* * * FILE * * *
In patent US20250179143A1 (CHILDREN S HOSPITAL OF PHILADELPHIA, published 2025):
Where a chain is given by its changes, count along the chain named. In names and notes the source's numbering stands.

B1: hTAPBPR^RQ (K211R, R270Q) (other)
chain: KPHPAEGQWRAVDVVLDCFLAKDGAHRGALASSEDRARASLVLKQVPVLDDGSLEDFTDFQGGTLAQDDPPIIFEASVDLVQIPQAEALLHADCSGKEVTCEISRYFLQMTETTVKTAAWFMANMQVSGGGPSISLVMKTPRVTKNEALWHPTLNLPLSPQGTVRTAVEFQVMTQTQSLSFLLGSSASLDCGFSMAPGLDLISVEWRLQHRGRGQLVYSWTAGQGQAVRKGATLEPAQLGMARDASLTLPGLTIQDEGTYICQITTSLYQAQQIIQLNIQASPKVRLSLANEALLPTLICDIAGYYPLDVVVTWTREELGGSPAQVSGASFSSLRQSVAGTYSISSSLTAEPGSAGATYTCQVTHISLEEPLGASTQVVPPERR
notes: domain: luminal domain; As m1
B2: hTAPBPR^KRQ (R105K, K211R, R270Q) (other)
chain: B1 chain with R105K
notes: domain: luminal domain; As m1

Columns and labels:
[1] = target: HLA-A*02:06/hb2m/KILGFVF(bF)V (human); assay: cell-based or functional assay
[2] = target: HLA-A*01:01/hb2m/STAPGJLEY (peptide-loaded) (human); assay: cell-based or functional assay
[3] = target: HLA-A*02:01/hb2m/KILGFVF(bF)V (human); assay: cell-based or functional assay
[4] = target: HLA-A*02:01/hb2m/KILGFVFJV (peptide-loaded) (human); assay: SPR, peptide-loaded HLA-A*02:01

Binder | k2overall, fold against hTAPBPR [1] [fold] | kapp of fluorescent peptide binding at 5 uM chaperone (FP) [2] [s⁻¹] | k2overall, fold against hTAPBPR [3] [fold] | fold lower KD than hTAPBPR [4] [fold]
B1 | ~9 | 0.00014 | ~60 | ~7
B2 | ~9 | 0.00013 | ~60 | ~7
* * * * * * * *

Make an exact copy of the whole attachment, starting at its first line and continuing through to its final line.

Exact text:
In patent US20250179143A1 (CHILDREN S HOSPITAL OF PHILADELPHIA, published 2025):
Where a chain is given by its changes, count along the chain named. In names and notes the source's numbering stands.

B1: hTAPBPR^RQ (K211R, R270Q) (other)
chain: KPHPAEGQWRAVDVVLDCFLAKDGAHRGALASSEDRARASLVLKQVPVLDDGSLEDFTDFQGGTLAQDDPPIIFEASVDLVQIPQAEALLHADCSGKEVTCEISRYFLQMTETTVKTAAWFMANMQVSGGGPSISLVMKTPRVTKNEALWHPTLNLPLSPQGTVRTAVEFQVMTQTQSLSFLLGSSASLDCGFSMAPGLDLISVEWRLQHRGRGQLVYSWTAGQGQAVRKGATLEPAQLGMARDASLTLPGLTIQDEGTYICQITTSLYQAQQIIQLNIQASPKVRLSLANEALLPTLICDIAGYYPLDVVVTWTREELGGSPAQVSGASFSSLRQSVAGTYSISSSLTAEPGSAGATYTCQVTHISLEEPLGASTQVVPPERR
notes: domain: luminal domain; As m1
B2: hTAPBPR^KRQ (R105K, K211R, R270Q) (other)
chain: B1 chain with R105K
notes: domain: luminal domain; As m1

Columns and labels:
[1] = target: HLA-A*02:06/hb2m/KILGFVF(bF)V (human); assay: cell-based or functional assay
[2] = target: HLA-A*01:01/hb2m/STAPGJLEY (peptide-loaded) (human); assay: cell-based or functional assay
[3] = target: HLA-A*02:01/hb2m/KILGFVF(bF)V (human); assay: cell-based or functional assay
[4] = target: HLA-A*02:01/hb2m/KILGFVFJV (peptide-loaded) (human); assay: SPR, peptide-loaded HLA-A*02:01

Binder | k2overall, fold against hTAPBPR [1] [fold] | kapp of fluorescent peptide binding at 5 uM chaperone (FP) [2] [s⁻¹] | k2overall, fold against hTAPBPR [3] [fold] | fold lower KD than hTAPBPR [4] [fold]
B1 | ~9 | 0.00014 | ~60 | ~7
B2 | ~9 | 0.00013 | ~60 | ~7